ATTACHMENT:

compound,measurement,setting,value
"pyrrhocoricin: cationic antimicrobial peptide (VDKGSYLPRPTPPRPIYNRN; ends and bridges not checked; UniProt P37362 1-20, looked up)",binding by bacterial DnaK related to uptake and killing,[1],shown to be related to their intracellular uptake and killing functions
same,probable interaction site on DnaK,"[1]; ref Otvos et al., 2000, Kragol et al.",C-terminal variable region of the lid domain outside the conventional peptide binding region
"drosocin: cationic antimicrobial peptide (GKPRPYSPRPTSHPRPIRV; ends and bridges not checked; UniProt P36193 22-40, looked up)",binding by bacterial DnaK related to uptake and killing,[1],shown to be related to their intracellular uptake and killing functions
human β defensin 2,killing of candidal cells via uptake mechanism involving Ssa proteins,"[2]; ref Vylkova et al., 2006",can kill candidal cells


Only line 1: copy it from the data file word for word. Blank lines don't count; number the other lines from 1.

compound,measurement,setting,value